Climate change has already caused local extinction in many plants and animals, based on surveys spanning many decades. As climate change accelerates, the pace of these extinctions may also accelerate, potentially leading to large‐scale, species‐level extinctions. We tested this hypothesis in a montane lizard. We resurveyed 18 mountain ranges in 2021–2022 after only ~7 years. We found rates of local extinction among the fastest ever recorded, which have tripled in the past ~7 years relative to the preceding ~42 years. Further, climate change generated local extinction in ~7 years similar to that seen in other organisms over ~70 years. Yet, contrary to expectations, populations at two of the hottest sites survived. We found that genomic data helped predict which populations survived and which went extinct. Overall, we show the increasing risk to biodiversity posed by accelerating climate change and the opportunity to study its effects over surprisingly brief timescales.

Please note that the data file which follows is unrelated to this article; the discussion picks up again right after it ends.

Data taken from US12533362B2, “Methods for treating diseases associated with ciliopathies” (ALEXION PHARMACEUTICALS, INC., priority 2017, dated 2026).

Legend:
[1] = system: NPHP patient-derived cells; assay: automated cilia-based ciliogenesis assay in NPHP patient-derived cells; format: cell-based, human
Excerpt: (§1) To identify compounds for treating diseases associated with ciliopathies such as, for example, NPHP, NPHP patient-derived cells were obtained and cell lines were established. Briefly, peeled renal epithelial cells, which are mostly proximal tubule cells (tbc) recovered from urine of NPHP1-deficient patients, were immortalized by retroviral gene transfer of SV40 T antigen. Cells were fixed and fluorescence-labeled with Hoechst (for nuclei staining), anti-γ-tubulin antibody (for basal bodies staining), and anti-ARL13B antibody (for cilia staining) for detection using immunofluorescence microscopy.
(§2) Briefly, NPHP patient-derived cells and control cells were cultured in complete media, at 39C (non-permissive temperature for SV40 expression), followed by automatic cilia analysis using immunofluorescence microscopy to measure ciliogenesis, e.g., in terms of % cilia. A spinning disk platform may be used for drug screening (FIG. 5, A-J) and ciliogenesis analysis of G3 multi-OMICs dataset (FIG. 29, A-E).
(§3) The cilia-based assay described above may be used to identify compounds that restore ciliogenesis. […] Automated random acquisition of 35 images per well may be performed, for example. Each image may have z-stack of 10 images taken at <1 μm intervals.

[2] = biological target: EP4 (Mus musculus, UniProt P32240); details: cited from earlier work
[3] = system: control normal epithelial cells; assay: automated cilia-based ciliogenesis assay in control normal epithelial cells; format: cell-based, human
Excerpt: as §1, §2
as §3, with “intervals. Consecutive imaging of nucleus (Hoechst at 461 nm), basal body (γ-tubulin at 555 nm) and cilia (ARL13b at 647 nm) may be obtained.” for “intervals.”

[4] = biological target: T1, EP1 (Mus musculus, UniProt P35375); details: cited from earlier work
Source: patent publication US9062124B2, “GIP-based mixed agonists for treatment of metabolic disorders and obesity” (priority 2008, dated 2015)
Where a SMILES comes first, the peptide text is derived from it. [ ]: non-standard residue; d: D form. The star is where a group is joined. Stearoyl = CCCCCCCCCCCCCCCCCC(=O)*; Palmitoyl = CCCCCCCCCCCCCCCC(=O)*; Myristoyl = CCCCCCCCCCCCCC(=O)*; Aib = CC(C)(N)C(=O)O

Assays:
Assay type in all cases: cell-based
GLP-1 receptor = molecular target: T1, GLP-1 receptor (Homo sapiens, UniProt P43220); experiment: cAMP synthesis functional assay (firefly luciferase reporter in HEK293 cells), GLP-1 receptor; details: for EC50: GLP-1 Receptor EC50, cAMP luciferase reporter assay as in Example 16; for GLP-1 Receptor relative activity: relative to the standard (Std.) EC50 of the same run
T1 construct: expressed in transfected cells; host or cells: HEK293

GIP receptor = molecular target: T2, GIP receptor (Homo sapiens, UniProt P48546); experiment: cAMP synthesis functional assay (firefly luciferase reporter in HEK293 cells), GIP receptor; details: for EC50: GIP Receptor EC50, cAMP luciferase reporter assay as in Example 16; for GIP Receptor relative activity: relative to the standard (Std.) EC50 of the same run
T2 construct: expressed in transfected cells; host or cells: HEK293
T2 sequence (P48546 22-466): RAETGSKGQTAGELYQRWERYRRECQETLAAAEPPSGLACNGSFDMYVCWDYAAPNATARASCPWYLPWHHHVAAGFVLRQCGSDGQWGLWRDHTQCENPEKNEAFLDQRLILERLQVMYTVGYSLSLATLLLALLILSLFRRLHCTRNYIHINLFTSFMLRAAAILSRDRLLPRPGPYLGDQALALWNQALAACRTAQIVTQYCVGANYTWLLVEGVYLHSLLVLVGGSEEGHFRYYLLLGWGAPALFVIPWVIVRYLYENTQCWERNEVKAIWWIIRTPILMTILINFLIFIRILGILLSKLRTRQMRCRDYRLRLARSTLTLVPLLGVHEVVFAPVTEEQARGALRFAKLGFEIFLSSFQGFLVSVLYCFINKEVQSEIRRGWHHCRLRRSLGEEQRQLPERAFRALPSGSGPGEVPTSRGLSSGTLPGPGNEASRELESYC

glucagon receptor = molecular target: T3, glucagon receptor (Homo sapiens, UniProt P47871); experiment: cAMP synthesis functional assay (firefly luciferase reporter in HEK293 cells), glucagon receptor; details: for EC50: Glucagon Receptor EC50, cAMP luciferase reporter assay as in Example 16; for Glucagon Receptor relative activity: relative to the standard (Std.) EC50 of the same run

Around the world, many species are confined to “Sky Islands,” with different populations in isolated patches of montane habitat. How does this pattern arise? One scenario is that montane species were widespread in lowlands when climates were cooler, and were isolated by local extinction caused by warming conditions. This scenario implies that many montane species may be highly susceptible to anthropogenic warming. Here, we test this scenario in a montane lizard (
- Award ID(s):
- NSF-PAR ID:
- Publisher / Repository:
- Date Published:
- Journal Name:
- Molecular Ecology
- Page Range / eLocation ID:
- p. 2610-2624
- Medium: X
- Sponsoring Org:
- National Science Foundation
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